Sri Lanka Sets Out to Protect Victims of Human Trafficking
Sri Lanka - Sri Lanka steps up to international standards regarding human trafficking victims. The launch of the “Standard Operating Procedures (SOP) on the Identification, Protection and Referral of Victims of Human Trafficking” is evidence of the Government of Sri Lanka’s strong commitment to improve the identification of victims of trafficking among vulnerable groups. This includes foreigners detained for visa overstays, women arrested for prostitution and related crimes and Sri Lankans who find themselves victims of trafficking and exploitation whilst working regularly and irregularly overseas.
Trafficking in persons, not to be confused with the smuggling of migrants, is an organized crime extending beyond boundaries and jurisdictions. It is an issue for Sri Lanka, both within the country and abroad. Many outbound migrants are exposed to the risk of being trafficked as a result of deceptive recruitment practices and subjected to physical or sexual abuse, forced labor-like practices, movement restrictions, withholding of passports, and detention and deportation threats for immigration violations. Within the country, often women and children are exposed to the risk of being trafficked for the purpose of sexual and/or labour exploitation as a result of deceptive or coercive means used by unscrupulous criminal networks.
Combating and preventing trafficking requires a holistic, coordinated and proactive approach by all stakeholders and integrated actions on identification, protection and prosecution. The development of the SOP is a significant effort to empower the victims of human trafficking. “A rights-based approach was used when developing the SOP, with the aim to protect victims and prosecute perpetrators,” states Hon. Wijeyadasa Rajapakshe, Minister of Justice and Labour Relations.
Following the recommendations of the Trafficking in Persons Report 2014, the SOP was developed by the National Anti-Human Trafficking Task Force led by the Ministry of Justice and Labour Relations in collaboration with IOM in Sri Lanka. This initiative is supported by the US Department of State Office to Monitor and Combat Trafficking in Persons.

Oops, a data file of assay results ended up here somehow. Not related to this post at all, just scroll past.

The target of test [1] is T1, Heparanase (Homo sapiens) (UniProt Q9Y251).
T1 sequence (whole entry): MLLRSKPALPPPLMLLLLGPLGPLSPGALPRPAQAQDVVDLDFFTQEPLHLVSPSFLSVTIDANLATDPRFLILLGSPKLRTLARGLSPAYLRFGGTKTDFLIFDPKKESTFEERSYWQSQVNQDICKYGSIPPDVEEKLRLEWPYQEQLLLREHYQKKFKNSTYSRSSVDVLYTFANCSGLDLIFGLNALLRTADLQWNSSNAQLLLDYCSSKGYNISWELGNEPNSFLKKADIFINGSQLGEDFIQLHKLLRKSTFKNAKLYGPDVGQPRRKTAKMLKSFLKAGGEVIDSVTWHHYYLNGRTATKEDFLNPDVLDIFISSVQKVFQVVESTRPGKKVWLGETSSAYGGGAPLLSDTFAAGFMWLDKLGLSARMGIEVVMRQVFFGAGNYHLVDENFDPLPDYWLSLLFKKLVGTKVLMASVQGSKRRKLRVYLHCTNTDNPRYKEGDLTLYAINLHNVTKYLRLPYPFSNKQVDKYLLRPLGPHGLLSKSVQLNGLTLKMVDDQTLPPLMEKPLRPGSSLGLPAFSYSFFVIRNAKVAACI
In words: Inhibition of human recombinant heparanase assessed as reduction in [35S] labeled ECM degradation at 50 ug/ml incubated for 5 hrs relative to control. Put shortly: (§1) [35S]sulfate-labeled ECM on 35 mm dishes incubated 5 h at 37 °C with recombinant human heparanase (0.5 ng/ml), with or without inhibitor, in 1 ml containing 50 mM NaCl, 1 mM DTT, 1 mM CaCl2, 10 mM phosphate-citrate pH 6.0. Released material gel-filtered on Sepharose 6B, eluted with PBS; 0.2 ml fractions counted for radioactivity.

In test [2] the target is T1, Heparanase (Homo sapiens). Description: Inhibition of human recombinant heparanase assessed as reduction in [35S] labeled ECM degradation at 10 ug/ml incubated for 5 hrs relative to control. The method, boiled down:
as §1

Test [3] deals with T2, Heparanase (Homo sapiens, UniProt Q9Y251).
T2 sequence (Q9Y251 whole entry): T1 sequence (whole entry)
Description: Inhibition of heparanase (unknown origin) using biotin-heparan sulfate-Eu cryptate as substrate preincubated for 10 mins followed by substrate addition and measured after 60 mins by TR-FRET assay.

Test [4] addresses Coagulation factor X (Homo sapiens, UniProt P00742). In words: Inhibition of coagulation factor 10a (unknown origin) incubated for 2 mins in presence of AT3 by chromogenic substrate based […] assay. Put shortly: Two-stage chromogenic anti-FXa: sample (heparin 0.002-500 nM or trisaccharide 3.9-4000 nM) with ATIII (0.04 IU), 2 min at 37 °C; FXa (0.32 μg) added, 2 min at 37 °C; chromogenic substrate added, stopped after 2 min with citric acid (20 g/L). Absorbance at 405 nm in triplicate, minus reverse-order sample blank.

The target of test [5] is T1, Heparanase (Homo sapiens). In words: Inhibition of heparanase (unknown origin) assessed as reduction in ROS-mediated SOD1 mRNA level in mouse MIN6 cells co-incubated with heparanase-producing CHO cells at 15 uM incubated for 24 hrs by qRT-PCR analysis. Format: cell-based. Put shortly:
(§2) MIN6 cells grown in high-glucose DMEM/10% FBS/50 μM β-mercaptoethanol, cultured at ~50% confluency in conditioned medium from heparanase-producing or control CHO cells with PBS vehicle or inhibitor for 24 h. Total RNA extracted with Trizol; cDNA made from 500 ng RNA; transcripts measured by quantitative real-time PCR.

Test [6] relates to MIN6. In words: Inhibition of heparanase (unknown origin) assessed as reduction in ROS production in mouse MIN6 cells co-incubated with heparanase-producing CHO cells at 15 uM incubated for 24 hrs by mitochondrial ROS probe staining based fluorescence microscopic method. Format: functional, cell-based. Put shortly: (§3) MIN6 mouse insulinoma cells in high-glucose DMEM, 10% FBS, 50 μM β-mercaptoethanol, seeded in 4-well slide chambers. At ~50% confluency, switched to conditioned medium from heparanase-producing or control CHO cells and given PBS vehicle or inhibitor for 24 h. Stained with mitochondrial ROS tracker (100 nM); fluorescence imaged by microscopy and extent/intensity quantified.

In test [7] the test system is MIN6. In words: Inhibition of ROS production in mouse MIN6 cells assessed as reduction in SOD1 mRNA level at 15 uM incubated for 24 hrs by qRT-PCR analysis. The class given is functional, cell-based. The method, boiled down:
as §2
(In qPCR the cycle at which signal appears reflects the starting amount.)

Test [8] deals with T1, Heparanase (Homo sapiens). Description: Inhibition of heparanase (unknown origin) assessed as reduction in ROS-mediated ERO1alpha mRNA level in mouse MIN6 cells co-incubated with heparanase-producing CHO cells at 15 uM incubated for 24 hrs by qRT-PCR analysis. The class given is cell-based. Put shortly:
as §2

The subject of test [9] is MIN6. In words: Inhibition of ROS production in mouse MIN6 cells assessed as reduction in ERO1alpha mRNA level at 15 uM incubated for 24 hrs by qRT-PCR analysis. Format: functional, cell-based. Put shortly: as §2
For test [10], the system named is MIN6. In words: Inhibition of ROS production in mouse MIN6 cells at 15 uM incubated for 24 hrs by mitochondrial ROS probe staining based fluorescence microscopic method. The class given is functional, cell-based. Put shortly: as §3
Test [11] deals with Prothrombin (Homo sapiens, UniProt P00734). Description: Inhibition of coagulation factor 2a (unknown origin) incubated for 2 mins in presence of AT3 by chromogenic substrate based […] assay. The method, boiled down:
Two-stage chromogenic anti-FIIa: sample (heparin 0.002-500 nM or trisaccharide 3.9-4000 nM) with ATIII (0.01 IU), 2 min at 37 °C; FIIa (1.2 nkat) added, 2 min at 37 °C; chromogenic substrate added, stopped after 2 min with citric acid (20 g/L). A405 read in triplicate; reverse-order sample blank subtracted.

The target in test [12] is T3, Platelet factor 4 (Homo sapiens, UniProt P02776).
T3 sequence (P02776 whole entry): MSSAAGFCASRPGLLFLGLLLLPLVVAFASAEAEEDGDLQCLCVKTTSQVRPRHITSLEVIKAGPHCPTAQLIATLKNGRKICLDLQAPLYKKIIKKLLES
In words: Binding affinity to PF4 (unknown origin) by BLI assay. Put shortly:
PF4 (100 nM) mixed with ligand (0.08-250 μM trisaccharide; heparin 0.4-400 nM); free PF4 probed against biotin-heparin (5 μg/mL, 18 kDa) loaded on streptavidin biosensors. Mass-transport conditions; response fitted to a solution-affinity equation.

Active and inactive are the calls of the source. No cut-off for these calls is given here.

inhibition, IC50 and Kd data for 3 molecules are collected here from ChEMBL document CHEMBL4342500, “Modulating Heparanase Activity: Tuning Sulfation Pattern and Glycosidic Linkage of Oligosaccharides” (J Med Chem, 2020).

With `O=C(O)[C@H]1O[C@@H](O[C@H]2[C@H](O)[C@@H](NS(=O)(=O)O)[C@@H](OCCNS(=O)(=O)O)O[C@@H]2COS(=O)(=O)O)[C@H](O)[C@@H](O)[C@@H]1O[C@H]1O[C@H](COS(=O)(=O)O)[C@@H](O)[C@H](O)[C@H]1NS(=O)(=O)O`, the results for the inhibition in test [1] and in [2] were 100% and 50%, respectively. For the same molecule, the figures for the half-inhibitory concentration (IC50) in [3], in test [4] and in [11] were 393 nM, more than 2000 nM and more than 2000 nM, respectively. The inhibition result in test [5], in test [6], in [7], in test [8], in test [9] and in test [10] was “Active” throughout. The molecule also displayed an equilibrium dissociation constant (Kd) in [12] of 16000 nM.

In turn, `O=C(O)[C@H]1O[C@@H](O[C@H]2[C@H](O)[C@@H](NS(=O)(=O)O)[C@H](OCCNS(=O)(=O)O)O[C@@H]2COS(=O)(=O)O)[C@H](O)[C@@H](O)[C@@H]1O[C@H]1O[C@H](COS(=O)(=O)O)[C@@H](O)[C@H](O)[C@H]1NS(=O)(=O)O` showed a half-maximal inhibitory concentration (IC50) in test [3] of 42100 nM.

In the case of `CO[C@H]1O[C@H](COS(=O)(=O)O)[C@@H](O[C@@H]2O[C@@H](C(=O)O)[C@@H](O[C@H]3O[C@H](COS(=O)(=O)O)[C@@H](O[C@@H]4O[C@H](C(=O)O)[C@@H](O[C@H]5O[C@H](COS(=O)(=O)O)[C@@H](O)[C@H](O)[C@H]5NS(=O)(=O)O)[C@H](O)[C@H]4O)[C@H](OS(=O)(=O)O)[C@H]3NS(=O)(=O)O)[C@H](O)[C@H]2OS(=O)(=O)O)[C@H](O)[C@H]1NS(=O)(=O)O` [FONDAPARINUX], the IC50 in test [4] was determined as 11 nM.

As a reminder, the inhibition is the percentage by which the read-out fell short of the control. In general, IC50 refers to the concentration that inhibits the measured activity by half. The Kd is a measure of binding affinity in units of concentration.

The SOP is a step-by-step guide to all agencies involved in the identification and provision of assistance and protection to victims of human trafficking, with a special focus on the Sri Lanka police – the first responders to trafficking and related crimes – to sensitize on their roles and responsibilities. In order to effectively combat human trafficking, strong coordination among all stakeholders is essential. Previously, it was possible that many victims of human trafficking may have been overlooked, unidentifiable, or afraid to come forward due to the lack of such support.
“Most trafficking victims are reluctant to come forward due to the absence of a protection framework. Their timely identification, referral and assistance are crucial in a country’s response to combat human trafficking. The recently passed Act on Assistance to and Protection of Victims of Crime and Witnesses provides the foundation for the implementation of these SOPs,” notes Giuseppe Crocetti, Chief of Mission, IOM Sri Lanka.
“The adoption of the Standard Operating Procedures for Trafficked Persons in Sri Lanka is part of a wider process aimed at the strengthening of the anti-trafficking system in Sri Lanka. The final aim of all extensive effort was, is and will always be the full protection and support of trafficked persons with the ultimate view to empower them and free our society from one of the most pervasive violations of human rights – trafficking in human beings,” states Kamalini De Silva, Secretary, Ministry of Justice and Labour Relations.
The SOPs, once fully implemented, will streamline a victim-centered approach in the identification, referral, and provision of services to victims of human trafficking with equality, fairness and respect for their dignity and privacy.
For further information please contact Maya Karunaratne, IOM Sri Lanka Tel: +94 (0)11532 5300, Email:firstname.lastname@example.org